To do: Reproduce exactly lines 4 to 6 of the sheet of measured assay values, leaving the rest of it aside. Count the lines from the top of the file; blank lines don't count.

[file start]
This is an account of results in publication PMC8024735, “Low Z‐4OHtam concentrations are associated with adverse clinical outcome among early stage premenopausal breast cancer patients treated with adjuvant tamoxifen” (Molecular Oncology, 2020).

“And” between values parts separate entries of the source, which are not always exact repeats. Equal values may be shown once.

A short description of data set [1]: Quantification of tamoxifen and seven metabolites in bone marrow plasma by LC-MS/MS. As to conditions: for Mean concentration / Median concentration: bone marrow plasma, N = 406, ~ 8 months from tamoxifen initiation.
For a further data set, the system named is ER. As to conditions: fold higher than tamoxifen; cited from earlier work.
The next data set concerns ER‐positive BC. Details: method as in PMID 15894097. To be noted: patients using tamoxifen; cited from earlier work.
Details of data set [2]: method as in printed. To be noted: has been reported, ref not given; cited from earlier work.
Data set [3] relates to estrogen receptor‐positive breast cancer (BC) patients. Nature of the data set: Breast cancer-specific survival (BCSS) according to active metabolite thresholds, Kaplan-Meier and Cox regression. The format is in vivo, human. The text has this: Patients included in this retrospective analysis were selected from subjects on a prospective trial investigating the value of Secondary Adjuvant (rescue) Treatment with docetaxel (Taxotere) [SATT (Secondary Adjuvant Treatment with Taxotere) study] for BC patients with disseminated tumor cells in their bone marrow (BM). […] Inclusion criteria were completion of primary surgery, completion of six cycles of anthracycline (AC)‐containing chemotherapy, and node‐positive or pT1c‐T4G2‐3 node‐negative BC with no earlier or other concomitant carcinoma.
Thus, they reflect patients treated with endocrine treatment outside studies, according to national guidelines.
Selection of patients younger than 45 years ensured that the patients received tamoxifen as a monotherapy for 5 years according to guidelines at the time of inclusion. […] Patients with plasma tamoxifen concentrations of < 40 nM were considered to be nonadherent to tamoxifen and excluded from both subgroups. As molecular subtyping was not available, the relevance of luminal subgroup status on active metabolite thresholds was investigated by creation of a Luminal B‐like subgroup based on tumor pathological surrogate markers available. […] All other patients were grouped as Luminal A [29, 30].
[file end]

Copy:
For a further data set, the system named is ER. As to conditions: fold higher than tamoxifen; cited from earlier work.
The next data set concerns ER‐positive BC. Details: method as in PMID 15894097. To be noted: patients using tamoxifen; cited from earlier work.
Details of data set [2]: method as in printed. To be noted: has been reported, ref not given; cited from earlier work.